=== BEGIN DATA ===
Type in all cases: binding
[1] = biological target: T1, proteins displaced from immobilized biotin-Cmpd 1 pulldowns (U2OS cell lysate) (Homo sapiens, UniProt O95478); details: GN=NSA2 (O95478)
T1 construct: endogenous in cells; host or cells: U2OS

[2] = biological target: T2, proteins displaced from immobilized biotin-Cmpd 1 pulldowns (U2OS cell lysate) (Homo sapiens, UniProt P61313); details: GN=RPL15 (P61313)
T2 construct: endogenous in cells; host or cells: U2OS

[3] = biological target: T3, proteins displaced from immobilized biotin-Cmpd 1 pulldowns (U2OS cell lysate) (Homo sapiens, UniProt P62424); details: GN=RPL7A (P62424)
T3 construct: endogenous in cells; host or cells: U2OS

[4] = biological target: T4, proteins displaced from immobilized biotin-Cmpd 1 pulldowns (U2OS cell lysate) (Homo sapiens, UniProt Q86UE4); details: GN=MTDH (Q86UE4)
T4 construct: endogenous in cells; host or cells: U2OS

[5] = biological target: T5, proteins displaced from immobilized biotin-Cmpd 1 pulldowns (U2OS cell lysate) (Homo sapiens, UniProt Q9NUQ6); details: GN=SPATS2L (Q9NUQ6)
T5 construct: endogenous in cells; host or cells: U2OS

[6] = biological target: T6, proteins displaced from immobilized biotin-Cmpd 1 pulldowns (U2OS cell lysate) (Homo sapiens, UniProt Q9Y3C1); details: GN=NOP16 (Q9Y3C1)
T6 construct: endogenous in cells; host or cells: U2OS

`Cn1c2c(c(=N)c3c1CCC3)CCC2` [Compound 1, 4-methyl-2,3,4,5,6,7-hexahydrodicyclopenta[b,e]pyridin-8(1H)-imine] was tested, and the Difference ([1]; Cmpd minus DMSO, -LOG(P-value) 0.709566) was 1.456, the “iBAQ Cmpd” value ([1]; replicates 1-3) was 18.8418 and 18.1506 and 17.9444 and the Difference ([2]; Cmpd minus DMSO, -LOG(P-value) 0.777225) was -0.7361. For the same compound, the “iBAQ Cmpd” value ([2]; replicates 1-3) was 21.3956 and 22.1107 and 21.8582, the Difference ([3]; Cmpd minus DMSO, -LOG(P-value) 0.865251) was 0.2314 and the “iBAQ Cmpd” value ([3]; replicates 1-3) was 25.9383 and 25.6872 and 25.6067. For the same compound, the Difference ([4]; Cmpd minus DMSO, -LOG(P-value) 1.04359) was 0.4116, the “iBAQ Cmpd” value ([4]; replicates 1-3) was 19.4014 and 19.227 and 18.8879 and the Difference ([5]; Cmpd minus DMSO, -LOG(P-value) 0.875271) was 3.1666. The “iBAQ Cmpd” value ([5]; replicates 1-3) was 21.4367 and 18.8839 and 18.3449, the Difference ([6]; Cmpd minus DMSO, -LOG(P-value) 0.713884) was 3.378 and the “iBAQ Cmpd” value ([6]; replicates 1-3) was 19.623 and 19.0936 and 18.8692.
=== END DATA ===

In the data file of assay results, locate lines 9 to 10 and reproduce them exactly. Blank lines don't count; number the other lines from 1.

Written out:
T4 construct: endogenous in cells; host or cells: U2OS

[5] = biological target: T5, proteins displaced from immobilized biotin-Cmpd 1 pulldowns (U2OS cell lysate) (Homo sapiens, UniProt Q9NUQ6); details: GN=SPATS2L (Q9NUQ6)